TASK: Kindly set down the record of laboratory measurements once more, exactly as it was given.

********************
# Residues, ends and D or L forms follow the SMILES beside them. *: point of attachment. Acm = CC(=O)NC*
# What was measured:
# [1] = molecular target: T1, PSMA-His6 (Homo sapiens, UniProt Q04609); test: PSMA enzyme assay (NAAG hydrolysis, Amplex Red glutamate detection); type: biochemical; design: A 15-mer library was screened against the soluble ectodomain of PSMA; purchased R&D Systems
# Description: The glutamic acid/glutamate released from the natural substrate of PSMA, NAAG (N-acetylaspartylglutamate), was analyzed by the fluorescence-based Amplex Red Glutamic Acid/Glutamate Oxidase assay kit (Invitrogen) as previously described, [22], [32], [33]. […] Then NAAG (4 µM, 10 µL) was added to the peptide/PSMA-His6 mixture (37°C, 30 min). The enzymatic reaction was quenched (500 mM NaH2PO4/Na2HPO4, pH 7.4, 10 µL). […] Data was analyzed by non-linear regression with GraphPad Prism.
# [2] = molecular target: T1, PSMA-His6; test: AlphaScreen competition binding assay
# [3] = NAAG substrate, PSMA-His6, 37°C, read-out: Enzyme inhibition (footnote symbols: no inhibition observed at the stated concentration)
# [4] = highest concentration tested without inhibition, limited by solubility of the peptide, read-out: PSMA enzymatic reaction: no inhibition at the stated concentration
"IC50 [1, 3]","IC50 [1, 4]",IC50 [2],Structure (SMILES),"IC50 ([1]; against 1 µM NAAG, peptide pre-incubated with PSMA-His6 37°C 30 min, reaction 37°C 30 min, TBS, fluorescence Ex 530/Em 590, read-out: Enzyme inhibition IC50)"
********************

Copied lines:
# Residues, ends and D or L forms follow the SMILES beside them. *: point of attachment. Acm = CC(=O)NC*
# What was measured:
# [1] = molecular target: T1, PSMA-His6 (Homo sapiens, UniProt Q04609); test: PSMA enzyme assay (NAAG hydrolysis, Amplex Red glutamate detection); type: biochemical; design: A 15-mer library was screened against the soluble ectodomain of PSMA; purchased R&D Systems
# Description: The glutamic acid/glutamate released from the natural substrate of PSMA, NAAG (N-acetylaspartylglutamate), was analyzed by the fluorescence-based Amplex Red Glutamic Acid/Glutamate Oxidase assay kit (Invitrogen) as previously described, [22], [32], [33]. […] Then NAAG (4 µM, 10 µL) was added to the peptide/PSMA-His6 mixture (37°C, 30 min). The enzymatic reaction was quenched (500 mM NaH2PO4/Na2HPO4, pH 7.4, 10 µL). […] Data was analyzed by non-linear regression with GraphPad Prism.
# [2] = molecular target: T1, PSMA-His6; test: AlphaScreen competition binding assay
# [3] = NAAG substrate, PSMA-His6, 37°C, read-out: Enzyme inhibition (footnote symbols: no inhibition observed at the stated concentration)
# [4] = highest concentration tested without inhibition, limited by solubility of the peptide, read-out: PSMA enzymatic reaction: no inhibition at the stated concentration
"IC50 [1, 3]","IC50 [1, 4]",IC50 [2],Structure (SMILES),"IC50 ([1]; against 1 µM NAAG, peptide pre-incubated with PSMA-His6 37°C 30 min, reaction 37°C 30 min, TBS, fluorescence Ex 530/Em 590, read-out: Enzyme inhibition IC50)"